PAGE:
All of the data studied here averages to 15.1 hours between division order and brigade main body departure. Applying the “one-third–two-thirds rule” that a brigade staff should not use more than one-third of the time available for its own planning, brigades should be completing MDMP in five hours.14 Following the same logic, battalions should be completing MDMP in approximately three hours and twenty minutes. The reader should also note the handful of data points wherein the brigade had to depart in under two hours, leaving only minutes to plan.

This research did not analyze when brigades actually produced orders, and thus the author will refrain from making any conclusions on the topic. However, the author generally observed that shorter timelines led to less relative brigade planning. For instance, an after action report from the 36th Armored Regiment in World War II reads, “22 December 1944. At 0445 hrs, CO, Combat Command ‘R’, returned from Div and issued orders for an attack at 0900 this date.”15 Given only 4.25 hours, the commander issued his orders without taking any additional time to plan, whereas then Col. Perkins in the introductory anecdote used approximately nineteen of his thirty-four hours (55 percent of the available time) for brigade planning.16 These examples are not given to judge the commanders involved or show a change in planning over time, but rather they simply reinforce that the “one-third–two-thirds rule” is only a rule of thumb that may not be evenly applicable to very short or quite long time scales. Similarly, the author could not conclusively assess the quality or level of detail available in the division orders. Some appear to have been merely a meeting between division and brigade commanders, either by radio or in person.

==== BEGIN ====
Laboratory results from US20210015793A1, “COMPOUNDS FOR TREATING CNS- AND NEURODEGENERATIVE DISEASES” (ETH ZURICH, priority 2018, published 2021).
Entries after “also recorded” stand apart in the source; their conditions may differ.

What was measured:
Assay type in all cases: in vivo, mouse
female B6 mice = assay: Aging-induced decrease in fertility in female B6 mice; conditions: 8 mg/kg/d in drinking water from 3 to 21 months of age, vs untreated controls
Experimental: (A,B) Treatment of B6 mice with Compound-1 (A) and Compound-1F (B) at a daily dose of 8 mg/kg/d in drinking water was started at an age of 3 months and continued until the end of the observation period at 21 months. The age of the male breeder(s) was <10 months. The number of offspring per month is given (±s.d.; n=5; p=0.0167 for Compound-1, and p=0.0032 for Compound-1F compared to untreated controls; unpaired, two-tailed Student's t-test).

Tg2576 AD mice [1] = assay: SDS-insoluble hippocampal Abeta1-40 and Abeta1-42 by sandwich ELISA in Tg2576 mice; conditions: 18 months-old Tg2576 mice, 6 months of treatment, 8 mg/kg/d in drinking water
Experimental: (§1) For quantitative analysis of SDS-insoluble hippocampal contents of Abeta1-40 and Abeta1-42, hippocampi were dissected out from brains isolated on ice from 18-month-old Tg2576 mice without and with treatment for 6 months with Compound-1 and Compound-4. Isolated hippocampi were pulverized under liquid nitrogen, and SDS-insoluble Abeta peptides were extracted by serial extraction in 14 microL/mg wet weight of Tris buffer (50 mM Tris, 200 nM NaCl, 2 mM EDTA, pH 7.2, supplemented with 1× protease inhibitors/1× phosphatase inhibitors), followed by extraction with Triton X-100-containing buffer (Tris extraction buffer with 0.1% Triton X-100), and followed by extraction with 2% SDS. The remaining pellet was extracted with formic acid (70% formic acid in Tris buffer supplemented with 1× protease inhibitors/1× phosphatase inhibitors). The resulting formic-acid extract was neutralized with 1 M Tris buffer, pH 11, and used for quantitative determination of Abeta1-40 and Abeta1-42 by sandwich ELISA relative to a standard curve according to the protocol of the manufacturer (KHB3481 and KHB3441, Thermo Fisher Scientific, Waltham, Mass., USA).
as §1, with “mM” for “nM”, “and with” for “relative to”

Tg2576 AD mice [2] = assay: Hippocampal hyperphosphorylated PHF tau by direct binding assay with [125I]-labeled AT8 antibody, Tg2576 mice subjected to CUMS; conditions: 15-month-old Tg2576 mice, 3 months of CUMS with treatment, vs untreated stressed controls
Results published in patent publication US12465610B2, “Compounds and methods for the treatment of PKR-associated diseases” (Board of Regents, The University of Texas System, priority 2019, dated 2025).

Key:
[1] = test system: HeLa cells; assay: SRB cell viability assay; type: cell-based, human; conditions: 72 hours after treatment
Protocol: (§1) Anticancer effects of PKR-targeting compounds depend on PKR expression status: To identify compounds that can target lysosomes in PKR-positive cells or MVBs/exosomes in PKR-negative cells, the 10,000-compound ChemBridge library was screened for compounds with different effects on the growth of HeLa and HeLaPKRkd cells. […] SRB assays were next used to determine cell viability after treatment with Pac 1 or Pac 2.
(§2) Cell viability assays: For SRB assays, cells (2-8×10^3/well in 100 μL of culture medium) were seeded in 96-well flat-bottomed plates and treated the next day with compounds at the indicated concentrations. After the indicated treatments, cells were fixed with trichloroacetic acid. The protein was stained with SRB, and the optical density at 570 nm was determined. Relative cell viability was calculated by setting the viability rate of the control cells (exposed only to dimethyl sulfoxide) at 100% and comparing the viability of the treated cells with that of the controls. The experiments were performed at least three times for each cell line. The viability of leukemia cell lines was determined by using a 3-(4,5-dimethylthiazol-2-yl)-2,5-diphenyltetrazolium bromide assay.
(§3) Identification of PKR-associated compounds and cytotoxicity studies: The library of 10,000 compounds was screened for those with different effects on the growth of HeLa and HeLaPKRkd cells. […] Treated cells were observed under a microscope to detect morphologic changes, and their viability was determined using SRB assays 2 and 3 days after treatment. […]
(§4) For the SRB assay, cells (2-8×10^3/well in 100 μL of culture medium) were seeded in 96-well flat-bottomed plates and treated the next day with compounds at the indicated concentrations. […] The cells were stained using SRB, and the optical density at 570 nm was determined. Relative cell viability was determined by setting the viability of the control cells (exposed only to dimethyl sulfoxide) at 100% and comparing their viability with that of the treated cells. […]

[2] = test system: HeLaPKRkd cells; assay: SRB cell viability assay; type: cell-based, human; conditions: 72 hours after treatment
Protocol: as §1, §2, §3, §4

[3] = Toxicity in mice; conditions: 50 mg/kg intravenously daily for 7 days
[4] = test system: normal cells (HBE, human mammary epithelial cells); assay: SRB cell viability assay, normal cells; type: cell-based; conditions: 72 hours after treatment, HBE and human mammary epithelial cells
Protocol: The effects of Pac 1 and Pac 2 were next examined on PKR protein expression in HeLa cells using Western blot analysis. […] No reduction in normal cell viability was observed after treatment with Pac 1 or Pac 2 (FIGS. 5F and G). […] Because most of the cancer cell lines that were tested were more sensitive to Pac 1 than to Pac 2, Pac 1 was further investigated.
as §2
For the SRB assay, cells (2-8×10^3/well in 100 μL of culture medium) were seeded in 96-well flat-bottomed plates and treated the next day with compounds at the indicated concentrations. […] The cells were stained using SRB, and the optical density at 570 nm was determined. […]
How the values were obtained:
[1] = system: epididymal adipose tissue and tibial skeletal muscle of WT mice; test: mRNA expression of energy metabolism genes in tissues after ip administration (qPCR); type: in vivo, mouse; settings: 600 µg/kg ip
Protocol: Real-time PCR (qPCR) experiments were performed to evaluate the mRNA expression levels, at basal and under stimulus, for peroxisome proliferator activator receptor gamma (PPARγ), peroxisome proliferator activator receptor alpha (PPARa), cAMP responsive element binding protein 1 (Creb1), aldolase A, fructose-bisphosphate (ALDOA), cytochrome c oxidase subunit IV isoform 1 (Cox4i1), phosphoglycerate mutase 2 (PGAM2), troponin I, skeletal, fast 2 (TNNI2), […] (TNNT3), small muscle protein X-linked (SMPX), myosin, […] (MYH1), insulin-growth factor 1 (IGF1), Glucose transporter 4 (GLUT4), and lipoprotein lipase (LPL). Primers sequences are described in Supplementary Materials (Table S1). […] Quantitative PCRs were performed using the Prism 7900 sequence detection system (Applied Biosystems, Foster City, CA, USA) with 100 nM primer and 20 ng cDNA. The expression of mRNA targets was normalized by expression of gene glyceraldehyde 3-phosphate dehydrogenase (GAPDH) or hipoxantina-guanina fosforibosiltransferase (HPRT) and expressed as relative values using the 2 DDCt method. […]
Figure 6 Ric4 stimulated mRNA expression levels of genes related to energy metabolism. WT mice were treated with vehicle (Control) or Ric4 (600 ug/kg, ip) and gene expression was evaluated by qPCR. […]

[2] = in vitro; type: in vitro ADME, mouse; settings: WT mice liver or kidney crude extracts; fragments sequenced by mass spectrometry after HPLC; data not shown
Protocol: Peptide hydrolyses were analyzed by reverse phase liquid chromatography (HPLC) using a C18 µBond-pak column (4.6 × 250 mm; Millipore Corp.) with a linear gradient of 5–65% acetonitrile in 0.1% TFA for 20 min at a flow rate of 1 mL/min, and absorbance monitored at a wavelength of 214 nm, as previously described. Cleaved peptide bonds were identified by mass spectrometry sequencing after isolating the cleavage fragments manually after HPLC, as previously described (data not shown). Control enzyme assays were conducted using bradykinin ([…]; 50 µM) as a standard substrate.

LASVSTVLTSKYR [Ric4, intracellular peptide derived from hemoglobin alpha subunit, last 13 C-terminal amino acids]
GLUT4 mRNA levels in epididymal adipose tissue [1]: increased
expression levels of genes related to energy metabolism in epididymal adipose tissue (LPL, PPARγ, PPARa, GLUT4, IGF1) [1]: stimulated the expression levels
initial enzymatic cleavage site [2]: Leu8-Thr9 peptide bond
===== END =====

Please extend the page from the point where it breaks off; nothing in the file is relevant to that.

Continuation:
The NTC provided the author only one example from a training rotation that showed the BCT in question had eighty-seven hours between division order and main body departure and used fifty-eight of those hours for brigade planning.17 One data point certainly cannot confirm a trend, yet the mere fact that a presumably typical planning timeline exceeded the longest historical example and was almost six times the historical average indicates that training scenarios do not adequately reflect the time constraints of combat.

Conclusion and Recommendations